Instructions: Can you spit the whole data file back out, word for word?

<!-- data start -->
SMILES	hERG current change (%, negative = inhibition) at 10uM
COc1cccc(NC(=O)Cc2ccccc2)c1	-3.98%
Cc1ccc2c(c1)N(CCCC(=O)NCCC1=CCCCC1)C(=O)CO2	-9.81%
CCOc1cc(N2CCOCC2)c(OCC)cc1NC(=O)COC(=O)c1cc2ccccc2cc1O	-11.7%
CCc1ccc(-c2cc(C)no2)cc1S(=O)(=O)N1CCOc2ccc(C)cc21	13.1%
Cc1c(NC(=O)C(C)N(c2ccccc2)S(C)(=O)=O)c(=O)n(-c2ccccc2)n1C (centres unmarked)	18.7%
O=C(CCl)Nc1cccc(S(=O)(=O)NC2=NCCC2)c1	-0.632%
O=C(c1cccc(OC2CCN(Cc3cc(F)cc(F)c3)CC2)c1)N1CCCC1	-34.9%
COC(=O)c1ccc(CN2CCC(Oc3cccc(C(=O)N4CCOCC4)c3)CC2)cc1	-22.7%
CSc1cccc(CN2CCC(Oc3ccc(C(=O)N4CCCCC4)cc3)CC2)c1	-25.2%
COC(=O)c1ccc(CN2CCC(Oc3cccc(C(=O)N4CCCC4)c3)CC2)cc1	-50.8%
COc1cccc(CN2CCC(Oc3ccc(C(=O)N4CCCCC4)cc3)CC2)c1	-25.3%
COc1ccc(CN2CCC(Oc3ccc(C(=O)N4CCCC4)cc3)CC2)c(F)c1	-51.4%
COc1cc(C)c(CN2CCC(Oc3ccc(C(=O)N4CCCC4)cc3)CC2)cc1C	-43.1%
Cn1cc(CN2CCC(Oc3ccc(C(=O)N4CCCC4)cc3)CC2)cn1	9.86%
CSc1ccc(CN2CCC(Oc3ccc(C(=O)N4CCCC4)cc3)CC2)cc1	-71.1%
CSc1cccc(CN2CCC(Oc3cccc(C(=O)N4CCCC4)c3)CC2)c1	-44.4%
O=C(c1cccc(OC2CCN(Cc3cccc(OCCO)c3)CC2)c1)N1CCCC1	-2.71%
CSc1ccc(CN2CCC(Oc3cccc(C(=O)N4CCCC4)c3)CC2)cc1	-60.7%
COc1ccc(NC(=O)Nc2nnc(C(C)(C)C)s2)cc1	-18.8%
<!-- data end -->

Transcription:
SMILES	hERG current change (%, negative = inhibition) at 10uM
COc1cccc(NC(=O)Cc2ccccc2)c1	-3.98%
Cc1ccc2c(c1)N(CCCC(=O)NCCC1=CCCCC1)C(=O)CO2	-9.81%
CCOc1cc(N2CCOCC2)c(OCC)cc1NC(=O)COC(=O)c1cc2ccccc2cc1O	-11.7%
CCc1ccc(-c2cc(C)no2)cc1S(=O)(=O)N1CCOc2ccc(C)cc21	13.1%
Cc1c(NC(=O)C(C)N(c2ccccc2)S(C)(=O)=O)c(=O)n(-c2ccccc2)n1C (centres unmarked)	18.7%
O=C(CCl)Nc1cccc(S(=O)(=O)NC2=NCCC2)c1	-0.632%
O=C(c1cccc(OC2CCN(Cc3cc(F)cc(F)c3)CC2)c1)N1CCCC1	-34.9%
COC(=O)c1ccc(CN2CCC(Oc3cccc(C(=O)N4CCOCC4)c3)CC2)cc1	-22.7%
CSc1cccc(CN2CCC(Oc3ccc(C(=O)N4CCCCC4)cc3)CC2)c1	-25.2%
COC(=O)c1ccc(CN2CCC(Oc3cccc(C(=O)N4CCCC4)c3)CC2)cc1	-50.8%
COc1cccc(CN2CCC(Oc3ccc(C(=O)N4CCCCC4)cc3)CC2)c1	-25.3%
COc1ccc(CN2CCC(Oc3ccc(C(=O)N4CCCC4)cc3)CC2)c(F)c1	-51.4%
COc1cc(C)c(CN2CCC(Oc3ccc(C(=O)N4CCCC4)cc3)CC2)cc1C	-43.1%
Cn1cc(CN2CCC(Oc3ccc(C(=O)N4CCCC4)cc3)CC2)cn1	9.86%
CSc1ccc(CN2CCC(Oc3ccc(C(=O)N4CCCC4)cc3)CC2)cc1	-71.1%
CSc1cccc(CN2CCC(Oc3cccc(C(=O)N4CCCC4)c3)CC2)c1	-44.4%
O=C(c1cccc(OC2CCN(Cc3cccc(OCCO)c3)CC2)c1)N1CCCC1	-2.71%
CSc1ccc(CN2CCC(Oc3cccc(C(=O)N4CCCC4)c3)CC2)cc1	-60.7%
COc1ccc(NC(=O)Nc2nnc(C(C)(C)C)s2)cc1	-18.8%